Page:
A Brooklyn Supreme Court judge ordered Tuesday that the financially-troubled Long Island College Hospital be removed from the control of state-owned State University of New York, Downstate.
In May 2011, the same judge, Carolyn Demarest, had put the Cobble Hill hospital under SUNY’s management. The latest decision is likely to lead to LICH being placed under the care of a court-approved receiver. The decision was met with praise from critics who believe SUNY took control of the hospital simply to profit from its real estate, which they said is worth up to $1 billion.
“I have a legal and moral responsibility to correct my earlier error,” Demarest wrote in the decision, viewed by Crain’s, where the judge revoked SUNY’s authority.
Health care attorney Robert Wild told Crain’s that it was “extremely rare” for a judge to reverse an order in such cases.
Demarest noted that SUNY knew the hospital was losing money when it took it over and had committed to keep it open, but broke its promise two years later. It was slated to close this month, but remains in operation, albeit with 18 patients as of July, according to a report from the New York Times in that month.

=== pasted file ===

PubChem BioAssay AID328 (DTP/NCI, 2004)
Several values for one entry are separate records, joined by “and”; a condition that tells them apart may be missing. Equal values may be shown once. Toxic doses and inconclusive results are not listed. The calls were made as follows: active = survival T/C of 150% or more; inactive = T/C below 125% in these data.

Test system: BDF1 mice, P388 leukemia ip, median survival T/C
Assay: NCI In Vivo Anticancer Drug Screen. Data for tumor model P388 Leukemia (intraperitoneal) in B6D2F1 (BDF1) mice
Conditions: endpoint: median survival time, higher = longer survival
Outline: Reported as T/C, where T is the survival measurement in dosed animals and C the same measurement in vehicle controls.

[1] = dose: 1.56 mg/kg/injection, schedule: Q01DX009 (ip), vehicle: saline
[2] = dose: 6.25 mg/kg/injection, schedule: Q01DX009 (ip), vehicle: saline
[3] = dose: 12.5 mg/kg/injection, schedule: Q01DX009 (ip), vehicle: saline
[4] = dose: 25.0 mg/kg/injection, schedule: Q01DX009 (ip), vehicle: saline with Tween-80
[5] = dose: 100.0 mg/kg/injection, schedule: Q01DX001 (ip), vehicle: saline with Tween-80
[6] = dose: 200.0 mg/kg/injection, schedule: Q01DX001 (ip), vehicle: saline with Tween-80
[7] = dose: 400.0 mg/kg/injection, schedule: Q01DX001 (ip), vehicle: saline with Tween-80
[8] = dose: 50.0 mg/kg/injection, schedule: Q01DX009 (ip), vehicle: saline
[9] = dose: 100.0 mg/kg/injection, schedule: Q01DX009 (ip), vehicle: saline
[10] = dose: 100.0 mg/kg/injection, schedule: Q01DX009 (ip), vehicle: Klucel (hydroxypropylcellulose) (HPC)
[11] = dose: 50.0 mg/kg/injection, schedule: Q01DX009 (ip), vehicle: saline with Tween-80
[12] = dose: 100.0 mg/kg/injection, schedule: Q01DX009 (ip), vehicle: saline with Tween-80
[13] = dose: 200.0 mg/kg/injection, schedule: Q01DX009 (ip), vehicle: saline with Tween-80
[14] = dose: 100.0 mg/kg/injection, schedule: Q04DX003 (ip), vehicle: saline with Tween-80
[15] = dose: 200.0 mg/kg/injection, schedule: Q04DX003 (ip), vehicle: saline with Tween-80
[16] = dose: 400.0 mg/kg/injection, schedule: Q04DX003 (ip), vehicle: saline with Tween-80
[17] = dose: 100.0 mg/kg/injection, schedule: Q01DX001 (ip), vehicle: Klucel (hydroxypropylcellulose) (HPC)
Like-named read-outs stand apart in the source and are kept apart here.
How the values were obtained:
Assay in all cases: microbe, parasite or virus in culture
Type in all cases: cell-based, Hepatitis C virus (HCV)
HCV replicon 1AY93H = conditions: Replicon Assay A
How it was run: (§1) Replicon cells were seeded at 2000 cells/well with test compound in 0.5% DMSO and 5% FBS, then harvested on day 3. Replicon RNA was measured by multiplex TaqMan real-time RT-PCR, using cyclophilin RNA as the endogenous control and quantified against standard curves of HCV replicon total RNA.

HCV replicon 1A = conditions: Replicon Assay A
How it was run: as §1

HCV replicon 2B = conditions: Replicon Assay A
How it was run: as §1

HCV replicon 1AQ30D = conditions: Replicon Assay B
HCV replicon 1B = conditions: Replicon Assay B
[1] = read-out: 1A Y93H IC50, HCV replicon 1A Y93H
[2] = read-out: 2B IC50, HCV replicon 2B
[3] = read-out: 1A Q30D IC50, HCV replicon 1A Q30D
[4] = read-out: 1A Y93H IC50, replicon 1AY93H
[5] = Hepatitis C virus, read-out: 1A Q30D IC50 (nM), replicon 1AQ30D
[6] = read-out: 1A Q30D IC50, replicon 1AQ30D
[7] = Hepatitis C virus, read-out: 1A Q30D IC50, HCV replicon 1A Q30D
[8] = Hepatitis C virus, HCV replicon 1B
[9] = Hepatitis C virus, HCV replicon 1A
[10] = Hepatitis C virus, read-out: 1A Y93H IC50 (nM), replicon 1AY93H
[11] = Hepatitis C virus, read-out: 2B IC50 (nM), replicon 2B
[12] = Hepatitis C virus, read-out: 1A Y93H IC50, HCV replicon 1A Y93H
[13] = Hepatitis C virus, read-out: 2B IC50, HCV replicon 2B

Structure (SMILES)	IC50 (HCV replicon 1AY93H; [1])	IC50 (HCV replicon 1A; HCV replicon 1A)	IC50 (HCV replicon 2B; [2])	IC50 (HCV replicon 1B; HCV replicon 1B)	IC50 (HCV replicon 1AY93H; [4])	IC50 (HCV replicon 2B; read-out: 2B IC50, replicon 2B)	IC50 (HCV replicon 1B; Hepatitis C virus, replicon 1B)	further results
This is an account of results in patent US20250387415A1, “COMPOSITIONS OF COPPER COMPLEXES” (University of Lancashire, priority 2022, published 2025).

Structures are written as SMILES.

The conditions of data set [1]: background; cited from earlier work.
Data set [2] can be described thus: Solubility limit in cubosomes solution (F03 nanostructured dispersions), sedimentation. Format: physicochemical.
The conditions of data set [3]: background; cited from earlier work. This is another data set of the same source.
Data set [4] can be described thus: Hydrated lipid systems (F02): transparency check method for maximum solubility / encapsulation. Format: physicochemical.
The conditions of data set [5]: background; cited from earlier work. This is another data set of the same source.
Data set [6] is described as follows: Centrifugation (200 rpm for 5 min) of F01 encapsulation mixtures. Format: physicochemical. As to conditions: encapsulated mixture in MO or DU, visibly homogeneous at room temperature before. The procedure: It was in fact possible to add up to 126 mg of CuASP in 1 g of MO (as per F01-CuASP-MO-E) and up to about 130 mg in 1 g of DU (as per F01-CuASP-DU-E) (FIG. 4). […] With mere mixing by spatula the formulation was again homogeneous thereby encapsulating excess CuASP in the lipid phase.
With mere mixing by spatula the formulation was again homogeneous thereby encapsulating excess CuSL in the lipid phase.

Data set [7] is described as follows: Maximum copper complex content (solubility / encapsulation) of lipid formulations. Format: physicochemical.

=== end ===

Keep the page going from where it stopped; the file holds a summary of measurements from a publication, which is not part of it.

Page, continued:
Demarest said she would look at proposals from other potential operators before deciding who will manage the hospital down the road.
The decision was celebrated by activists who have been fighting to keep the hospital open.
“We hope that this order will take us one step closer to our goal of keeping LICH open for care and letting profiteers know that we will not let them close any of our hospitals,” Jill Furillo, executive director of the New York State Nurses Association, told Crain’s. [Crain’s] – Hiten Samtani